If the UN was to vote for enhanced military action in Syria, and nations such as the U.K and the U.S were wanted in participation (and more to the point: were prepared), as previous situations show Russia would of course not be in opposition; noting that it has been fairly allied with Syria. Other examples can be used for surrounding Middle Eastern countries, and Asian and African ones.

In response to (not) addressing that translators may not be needed; if international troops from different countries were deployed in places abroad, where locals and other people may very likely not speak English, then obviously translators would be necessary.

Conclusion

*Character limit* Firstly, my arguments towards Pro are unique and also absolutely apply to the UN, particularly as that's the topic we're debating.
Debate Round No. 4
17 comments have been posted on this debate. Showing 1 through 10 records.
Posted by Emilrose 2 years ago
Emilrose
Aw, likewise! I enjoyed our debate. feel free to try and beat me again sometime ;p
Posted by 9spaceking 2 years ago
9spaceking
good debate. It was an honor debating you, Emily. Hopefully some time we can go again.
Posted by yoshidino 2 years ago
yoshidino
Really!? We get interrogated for why we voted the way we did?? Is this some sort of UN thing or something? lol jk
Posted by whiteflame 2 years ago
whiteflame
RFD (Pt. 1):

Alright, I'm going to split this up a little differently than I normally do. I'll address each of the debaters in turn with regards their cases, rebuttals and conclusions, then I'll do a brief comparison and explain who won.

Pro:

Really messy first round. These arguments have to be organized much better than they were. You've basically got one large advantage with little explanation on the solvency and impact. You've shown the harms quite effectively " the UN doesn't function rapidly in status quo, which leads to many deaths that could possibly be prevented. The solvency is a bit muddled. The UN gets troops, the UN can respond " I get that. How the UN responds remains a mystery to me until R3, where you say it's the general assembly by majority vote. That has me scratching my head a bit, since that's a big shift from how things are done now (through the Security Council), so there's no precedent for this, not to mention that it presents other concerns like voting blocs, but I'm forced to accept it on some level. Con does attack this somewhat, but really doesn't make me think it's a bad mechanism.

So I buy the solvency. The impact is a little wonky though. I buy that more rapid response could potentially save lives by intervening sooner. I'd have liked to see some examples of rapid intervention being effective. I also would have liked to see some info on what's different about a standing army versus the on call army they have right now, and there's a lot of good points there, though I see most of them coming out of Con instead of Pro. More on that shortly.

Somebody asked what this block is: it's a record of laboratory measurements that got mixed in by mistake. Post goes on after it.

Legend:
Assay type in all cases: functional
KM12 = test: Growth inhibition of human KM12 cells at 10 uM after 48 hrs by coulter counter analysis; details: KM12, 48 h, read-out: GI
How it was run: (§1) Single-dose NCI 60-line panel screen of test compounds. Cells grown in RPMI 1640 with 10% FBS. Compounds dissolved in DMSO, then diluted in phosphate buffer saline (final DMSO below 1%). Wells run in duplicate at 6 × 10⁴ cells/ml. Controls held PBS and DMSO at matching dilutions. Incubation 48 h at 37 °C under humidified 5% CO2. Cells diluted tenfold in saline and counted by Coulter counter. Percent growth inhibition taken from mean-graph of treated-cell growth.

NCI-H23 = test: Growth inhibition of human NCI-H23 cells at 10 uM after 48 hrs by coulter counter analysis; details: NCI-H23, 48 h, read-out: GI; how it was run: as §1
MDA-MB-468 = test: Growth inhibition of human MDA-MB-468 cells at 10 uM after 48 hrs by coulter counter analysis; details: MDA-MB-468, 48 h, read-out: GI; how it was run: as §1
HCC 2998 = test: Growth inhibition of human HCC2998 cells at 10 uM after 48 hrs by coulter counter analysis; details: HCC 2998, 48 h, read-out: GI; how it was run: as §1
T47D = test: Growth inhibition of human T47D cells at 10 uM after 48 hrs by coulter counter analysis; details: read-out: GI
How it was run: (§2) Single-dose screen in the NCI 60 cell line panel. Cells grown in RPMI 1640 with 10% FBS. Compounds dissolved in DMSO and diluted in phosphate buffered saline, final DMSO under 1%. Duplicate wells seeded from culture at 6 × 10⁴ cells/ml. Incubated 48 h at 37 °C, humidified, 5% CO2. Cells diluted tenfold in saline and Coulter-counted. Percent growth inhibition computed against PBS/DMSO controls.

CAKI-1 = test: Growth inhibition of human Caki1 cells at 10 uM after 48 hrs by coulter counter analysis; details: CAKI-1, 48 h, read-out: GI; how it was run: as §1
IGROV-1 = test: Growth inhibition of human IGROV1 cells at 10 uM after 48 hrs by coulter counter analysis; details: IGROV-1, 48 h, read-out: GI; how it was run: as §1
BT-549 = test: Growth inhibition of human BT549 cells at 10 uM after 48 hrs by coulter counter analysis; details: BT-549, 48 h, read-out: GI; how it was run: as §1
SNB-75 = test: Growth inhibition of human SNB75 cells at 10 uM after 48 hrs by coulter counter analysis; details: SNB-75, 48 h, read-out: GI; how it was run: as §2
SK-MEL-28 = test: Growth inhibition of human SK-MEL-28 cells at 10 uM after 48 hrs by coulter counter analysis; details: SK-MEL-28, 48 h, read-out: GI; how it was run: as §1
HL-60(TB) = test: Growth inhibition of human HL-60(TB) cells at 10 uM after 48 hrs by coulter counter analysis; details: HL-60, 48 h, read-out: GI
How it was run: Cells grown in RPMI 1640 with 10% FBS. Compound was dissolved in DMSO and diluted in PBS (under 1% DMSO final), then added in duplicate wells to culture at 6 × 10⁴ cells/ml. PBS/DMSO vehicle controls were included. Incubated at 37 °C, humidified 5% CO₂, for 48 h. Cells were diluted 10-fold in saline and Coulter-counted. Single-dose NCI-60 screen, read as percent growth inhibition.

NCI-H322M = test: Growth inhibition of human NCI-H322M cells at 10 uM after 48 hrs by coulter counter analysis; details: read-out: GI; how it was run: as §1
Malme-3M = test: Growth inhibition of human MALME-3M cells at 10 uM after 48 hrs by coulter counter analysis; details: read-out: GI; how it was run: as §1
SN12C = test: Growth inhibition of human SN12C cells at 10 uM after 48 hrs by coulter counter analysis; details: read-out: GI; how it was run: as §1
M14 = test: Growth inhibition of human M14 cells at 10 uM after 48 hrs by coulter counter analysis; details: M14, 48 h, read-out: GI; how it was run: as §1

Posted by whiteflame 2 years ago
whiteflame
(Pt. 2)

Much of your rebuttal is pretty minimalist. I see you got your numbers from the same source I got mine, but you don't spend as much time explaining why those dollar totals aren't a big deal, and Con does show that there's far larger sources of spending involved. I don't think you did as much as you could to counter Con's arguments regarding the purpose of the UN, though you did hit some points cleanly. I think you should have put a lot more time into your conclusion, and really made a big deal out of the fact that your case would save countless lives. I'm surprised that that barely appeared after the first round, and it really should have.

Con:

Your first round was cleaner, but there are some gaping holes.

You say that the UN is not a nation and therefore shouldn't have a standing army, but you only barely scratch the surface, even in R4, of why this matters. It's all about precedent, and without seeing that argument fleshed out, I really can't give you much for this.

The idea that perception of the UN and its actions might change was more interesting. I don't see any warrants for the argument that the UN would suddenly become an offensive force, attacking nations, but I do see support for that view change. I'd like to have seen the impact of that fleshed out. What does it mean for the UN not to be viewed as a neutral party? There are plenty of reasons why this matters, but the only ones I saw was that they can engage in diplomacy and will compromise its "democratic values." I'm not sure how effective that diplomacy is in status quo (though Pro doesn't contest that), nor do I have a very solid idea of what effect hurting their democratic values would have. The impact here just seems really muted.